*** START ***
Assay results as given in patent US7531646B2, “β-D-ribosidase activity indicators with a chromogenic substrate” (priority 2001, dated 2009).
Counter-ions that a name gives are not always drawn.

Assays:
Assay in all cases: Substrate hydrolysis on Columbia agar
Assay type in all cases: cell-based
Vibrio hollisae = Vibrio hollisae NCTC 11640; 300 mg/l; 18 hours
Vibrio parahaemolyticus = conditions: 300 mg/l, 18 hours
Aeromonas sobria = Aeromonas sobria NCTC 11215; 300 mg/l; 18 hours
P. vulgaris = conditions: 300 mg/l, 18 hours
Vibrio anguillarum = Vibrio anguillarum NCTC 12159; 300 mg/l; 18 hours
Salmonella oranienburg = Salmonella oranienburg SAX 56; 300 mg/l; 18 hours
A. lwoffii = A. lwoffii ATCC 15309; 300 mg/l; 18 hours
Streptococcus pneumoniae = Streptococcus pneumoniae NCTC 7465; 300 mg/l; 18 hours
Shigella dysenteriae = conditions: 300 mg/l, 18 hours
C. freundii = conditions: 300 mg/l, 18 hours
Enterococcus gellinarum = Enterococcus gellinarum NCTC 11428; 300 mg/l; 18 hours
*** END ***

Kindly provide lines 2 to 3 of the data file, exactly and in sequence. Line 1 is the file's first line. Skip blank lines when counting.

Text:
Counter-ions that a name gives are not always drawn.

Assays: